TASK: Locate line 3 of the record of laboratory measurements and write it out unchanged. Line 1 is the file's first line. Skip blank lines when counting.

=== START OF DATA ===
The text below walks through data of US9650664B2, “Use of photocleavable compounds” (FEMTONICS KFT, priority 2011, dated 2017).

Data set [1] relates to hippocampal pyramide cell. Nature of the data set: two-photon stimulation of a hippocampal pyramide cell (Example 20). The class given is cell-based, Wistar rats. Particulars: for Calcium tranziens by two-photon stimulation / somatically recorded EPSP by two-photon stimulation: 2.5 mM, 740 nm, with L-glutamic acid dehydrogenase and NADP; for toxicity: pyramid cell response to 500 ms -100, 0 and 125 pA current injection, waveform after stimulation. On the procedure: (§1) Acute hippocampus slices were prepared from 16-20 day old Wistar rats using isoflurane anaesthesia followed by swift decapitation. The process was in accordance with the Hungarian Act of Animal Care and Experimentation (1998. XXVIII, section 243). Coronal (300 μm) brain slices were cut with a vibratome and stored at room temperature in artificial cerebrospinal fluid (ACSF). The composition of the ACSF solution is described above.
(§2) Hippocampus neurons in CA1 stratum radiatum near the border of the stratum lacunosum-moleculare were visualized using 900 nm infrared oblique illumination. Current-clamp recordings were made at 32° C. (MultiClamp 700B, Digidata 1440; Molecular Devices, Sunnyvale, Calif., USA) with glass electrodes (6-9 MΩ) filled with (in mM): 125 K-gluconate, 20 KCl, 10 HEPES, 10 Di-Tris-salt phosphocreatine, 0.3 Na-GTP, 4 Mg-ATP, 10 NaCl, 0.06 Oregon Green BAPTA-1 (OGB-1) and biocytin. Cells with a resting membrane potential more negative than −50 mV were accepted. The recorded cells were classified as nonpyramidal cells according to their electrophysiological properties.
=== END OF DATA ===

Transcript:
(§2) Hippocampus neurons in CA1 stratum radiatum near the border of the stratum lacunosum-moleculare were visualized using 900 nm infrared oblique illumination. Current-clamp recordings were made at 32° C. (MultiClamp 700B, Digidata 1440; Molecular Devices, Sunnyvale, Calif., USA) with glass electrodes (6-9 MΩ) filled with (in mM): 125 K-gluconate, 20 KCl, 10 HEPES, 10 Di-Tris-salt phosphocreatine, 0.3 Na-GTP, 4 Mg-ATP, 10 NaCl, 0.06 Oregon Green BAPTA-1 (OGB-1) and biocytin. Cells with a resting membrane potential more negative than −50 mV were accepted. The recorded cells were classified as nonpyramidal cells according to their electrophysiological properties.